High blood pressure, or hypertension, is a dangerous condition that affects approximately 30 percent of Americans, causing up to 60,000 deaths per year. High blood pressure is often called “the silent killer” because it typically has no symptoms until after it has done significant damage to the heart and arteries. In fact, almost 20 percent of Americans who have high blood pressure don’t know they have it and, therefore, don’t know that they are at risk for heart attack, stroke, heart failure, kidney disease, and eye disease.
Read on to learn more about high blood pressure, including information on screening and treatment. If you are already working with your healthcare provider to manage your blood pressure, click here for tips to help you stay on track for better cardiovascular health.
What Is High Blood Pressure?
Blood pressure is the force of blood pushing against the inside of the arteries as the heart pumps the blood through your body. Blood pressure readings are recorded with two numbers, listed as a ratio, with one number over another number. The top number, or systolic pressure, is the force of blood when your heart beats, and the bottom number, or diastolic pressure, is the force of your blood against the artery walls when your heart rests.
- A normal blood pressure reading is under 120/80 millimeters of mercury (mmHg).
- Prehypertension refers to blood pressure that is raised enough to be a warning sign for developing hypertension, is anything above normal up to 139/89 mmHg.
- Hypertension is 140/90 mmHg and above.
Treatment is recommended if your blood pressure is 120/80 mmHg and above. In most cases, treatment includes lifestyle changes and/or medications.
Why Is High Blood Pressure a Silent Killer?
High blood pressure typically has no symptoms, but it causes progressive harm to the cardiovascular system. When blood pushes with too much force through the cardiovascular system, it can damage the walls of the arteries as well as the heart muscle. Damage to the arteries that supply the heart muscle with blood can eventually contribute to a heart attack. Similarly, damage to the arteries that supply the brain with blood can contribute to a stroke, and damage to the arteries that provide the kidneys with blood can lead to kidney disease.
How Will I Know if I have High Blood Pressure?
The only way to know if you have high blood pressure is to test for it. Your healthcare provider will not diagnose you with high blood pressure based on one reading. Typically three elevated readings are needed to confirm the diagnosis. This is one reason you may be asked to use a blood pressure cuff at home or a machine at a pharmacy and keep a log of your blood pressure readings over several days.
How Can I Work with My Healthcare Provider to Manage My Blood Pressure?
If you are diagnosed with high blood pressure, your healthcare provider can help you bring your blood pressure under control and reduce damage to your cardiovascular system. Treatment usually consists of a combination of the following:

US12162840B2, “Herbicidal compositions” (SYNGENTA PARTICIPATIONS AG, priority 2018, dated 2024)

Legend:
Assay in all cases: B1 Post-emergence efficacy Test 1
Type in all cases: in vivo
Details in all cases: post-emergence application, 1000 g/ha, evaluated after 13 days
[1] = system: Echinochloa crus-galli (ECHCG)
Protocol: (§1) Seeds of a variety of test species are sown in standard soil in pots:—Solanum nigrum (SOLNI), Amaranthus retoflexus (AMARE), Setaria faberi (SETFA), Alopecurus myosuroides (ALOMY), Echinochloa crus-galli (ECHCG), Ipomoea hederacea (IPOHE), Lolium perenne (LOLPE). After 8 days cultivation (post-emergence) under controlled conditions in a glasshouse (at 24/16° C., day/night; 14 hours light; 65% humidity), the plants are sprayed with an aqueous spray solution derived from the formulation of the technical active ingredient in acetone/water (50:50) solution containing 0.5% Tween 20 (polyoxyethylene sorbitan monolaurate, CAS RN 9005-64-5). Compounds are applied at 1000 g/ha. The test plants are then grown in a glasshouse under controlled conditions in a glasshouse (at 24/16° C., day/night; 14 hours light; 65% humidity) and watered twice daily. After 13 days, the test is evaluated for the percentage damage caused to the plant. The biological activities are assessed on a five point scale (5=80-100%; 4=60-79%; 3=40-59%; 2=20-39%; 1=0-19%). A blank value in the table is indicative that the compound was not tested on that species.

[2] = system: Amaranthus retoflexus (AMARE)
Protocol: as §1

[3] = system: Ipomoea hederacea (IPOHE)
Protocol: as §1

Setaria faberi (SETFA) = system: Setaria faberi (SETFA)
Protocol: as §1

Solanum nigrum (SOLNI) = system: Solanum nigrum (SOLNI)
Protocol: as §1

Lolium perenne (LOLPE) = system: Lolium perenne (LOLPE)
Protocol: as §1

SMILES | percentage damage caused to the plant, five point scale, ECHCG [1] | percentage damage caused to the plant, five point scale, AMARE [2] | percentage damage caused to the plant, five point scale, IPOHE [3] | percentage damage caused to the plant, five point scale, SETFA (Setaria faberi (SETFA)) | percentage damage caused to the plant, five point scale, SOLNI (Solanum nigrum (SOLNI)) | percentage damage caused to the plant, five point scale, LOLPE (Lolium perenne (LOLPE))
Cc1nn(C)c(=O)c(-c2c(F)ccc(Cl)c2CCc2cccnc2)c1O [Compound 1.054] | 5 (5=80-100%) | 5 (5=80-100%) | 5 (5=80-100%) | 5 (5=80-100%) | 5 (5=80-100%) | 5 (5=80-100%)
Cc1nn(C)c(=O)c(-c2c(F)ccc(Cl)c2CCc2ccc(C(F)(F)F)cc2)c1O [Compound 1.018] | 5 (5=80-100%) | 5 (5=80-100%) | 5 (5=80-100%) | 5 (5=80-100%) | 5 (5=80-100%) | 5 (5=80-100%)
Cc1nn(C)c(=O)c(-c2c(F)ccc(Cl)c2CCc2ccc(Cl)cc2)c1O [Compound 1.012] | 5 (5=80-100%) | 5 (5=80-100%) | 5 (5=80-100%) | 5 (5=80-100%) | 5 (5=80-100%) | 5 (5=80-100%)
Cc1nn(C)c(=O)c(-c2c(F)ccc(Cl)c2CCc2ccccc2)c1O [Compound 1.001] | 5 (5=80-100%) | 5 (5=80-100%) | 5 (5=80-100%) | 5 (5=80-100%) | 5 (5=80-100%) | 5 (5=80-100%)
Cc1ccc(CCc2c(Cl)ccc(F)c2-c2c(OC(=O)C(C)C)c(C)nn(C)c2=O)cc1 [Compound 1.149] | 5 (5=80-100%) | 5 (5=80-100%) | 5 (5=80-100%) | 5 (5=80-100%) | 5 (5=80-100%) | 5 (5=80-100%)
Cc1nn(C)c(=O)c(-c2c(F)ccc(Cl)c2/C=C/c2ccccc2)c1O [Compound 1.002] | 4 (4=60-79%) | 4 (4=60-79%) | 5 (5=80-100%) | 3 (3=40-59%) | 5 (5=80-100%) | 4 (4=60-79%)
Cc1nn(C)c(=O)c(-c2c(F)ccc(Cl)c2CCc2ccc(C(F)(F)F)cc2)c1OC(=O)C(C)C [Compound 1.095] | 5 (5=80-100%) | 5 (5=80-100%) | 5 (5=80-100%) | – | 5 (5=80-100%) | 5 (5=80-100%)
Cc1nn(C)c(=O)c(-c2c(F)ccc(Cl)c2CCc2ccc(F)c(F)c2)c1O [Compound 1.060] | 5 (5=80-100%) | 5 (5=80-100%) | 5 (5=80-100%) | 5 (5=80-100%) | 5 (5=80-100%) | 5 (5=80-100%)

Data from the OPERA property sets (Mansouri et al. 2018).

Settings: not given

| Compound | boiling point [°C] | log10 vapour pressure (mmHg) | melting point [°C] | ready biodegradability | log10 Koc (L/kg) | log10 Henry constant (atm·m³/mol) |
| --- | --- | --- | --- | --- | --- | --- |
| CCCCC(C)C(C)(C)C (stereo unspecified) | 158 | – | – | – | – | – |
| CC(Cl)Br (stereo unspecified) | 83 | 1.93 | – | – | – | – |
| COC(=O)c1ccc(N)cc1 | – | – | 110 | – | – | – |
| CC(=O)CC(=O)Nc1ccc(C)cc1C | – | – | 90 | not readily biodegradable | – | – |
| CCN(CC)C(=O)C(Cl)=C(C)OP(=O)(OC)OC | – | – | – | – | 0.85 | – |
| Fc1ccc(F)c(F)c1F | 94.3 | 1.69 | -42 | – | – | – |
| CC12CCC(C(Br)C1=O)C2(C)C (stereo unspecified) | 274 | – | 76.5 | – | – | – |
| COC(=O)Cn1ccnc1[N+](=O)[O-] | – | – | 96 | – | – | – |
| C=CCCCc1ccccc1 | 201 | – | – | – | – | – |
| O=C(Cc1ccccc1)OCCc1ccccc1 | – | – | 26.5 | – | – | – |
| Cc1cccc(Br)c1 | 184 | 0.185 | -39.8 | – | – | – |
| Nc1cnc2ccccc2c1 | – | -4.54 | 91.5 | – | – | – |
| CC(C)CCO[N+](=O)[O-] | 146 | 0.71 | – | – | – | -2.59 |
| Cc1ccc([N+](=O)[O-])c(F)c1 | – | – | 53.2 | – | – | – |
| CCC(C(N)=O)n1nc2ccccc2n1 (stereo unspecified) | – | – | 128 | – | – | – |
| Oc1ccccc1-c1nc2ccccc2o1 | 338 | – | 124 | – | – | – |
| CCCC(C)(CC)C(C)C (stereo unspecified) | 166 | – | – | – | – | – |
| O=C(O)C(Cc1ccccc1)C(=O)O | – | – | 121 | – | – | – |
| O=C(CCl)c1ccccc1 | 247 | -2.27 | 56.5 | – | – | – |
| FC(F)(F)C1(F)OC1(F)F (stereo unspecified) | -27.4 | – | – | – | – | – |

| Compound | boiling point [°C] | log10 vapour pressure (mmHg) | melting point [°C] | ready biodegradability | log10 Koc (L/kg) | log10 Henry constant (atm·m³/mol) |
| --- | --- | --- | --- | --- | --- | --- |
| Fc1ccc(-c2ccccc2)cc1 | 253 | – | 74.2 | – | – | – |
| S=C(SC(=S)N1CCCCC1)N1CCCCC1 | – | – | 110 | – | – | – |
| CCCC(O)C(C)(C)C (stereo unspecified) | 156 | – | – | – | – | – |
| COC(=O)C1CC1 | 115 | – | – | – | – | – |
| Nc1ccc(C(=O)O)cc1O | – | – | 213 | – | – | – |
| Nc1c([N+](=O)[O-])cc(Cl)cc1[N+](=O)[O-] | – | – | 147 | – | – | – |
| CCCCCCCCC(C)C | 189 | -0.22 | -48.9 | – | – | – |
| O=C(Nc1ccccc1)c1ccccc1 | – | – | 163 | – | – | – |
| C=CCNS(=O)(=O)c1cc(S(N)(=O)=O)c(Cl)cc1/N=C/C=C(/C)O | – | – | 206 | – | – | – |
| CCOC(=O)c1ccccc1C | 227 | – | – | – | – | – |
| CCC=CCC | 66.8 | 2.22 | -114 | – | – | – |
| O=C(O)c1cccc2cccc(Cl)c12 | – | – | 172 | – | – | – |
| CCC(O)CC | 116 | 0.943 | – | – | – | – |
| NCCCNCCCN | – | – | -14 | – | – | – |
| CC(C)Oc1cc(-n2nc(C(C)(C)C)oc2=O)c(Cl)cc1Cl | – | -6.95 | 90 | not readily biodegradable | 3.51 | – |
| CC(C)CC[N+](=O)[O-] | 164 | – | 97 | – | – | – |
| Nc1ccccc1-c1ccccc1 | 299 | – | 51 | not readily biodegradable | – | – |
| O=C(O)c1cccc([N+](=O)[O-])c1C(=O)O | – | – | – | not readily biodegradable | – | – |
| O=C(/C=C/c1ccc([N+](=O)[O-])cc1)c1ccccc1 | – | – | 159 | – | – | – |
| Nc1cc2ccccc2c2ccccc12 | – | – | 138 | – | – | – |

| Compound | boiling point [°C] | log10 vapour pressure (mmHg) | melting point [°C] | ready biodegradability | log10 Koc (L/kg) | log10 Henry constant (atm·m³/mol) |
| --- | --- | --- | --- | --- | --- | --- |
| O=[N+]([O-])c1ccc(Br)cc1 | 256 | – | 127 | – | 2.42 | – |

- Monitoring. You will need to have your blood pressure tested periodically to make sure that treatment is keeping it in a healthy range.
- Lifestyle changes. Exercise, weight loss, salt reduction, quitting smoking, and stress reduction all can help lower blood pressure. Your healthcare provider can refer you to resources that can support your efforts to make lifestyle changes.
- Medications. Your physician may prescribe medications, such as diuretics and beta blockers. The medications work in various ways to reduce the pressure of blood against artery walls and the workload of the heart.
- Interventional procedures. While not yet approved by the U.S. Food and Drug Administration (FDA), an innovative procedure called renal denervation is being tested for its ability to safely lower blood pressure when lifestyle changes and medications don’t work.
Questions to Ask Your Doctor About Your Blood Pressure
- Is my blood pressure too high?
- If I have borderline high blood pressure, what can we do to prevent or slow its progression to hypertension?
- What can we do to manage my high blood pressure?
- Should I be monitoring my blood pressure at home?
- Should I be taking medication to treat my high blood pressure?
- What lifestyle changes may help lower my blood pressure?
- What are my options if I have hypertension that is resistant to treatment?
- How often should I see you to make sure my blood pressure is in a healthy range?
What Should I Do If I Have Other Questions?
Ask them. Contact your healthcare provider and ask all of your questions. Any time you have health questions, the conversations you have with your doctor are the key to successful results. Ask every question you have.
We hope you will use SecondsCount.org to learn more about your cardiovascular health and treatment options. SecondsCount.org was developed by the Society for Cardiovascular Angiography and Interventions Foundation (SCAI), the medical society for interventional cardiologists.
SecondsCount is pleased to also provide this information as a downloadable PDF. We invite you to print it and share it with others, including your healthcare providers.
To download the PDF of this information, click here.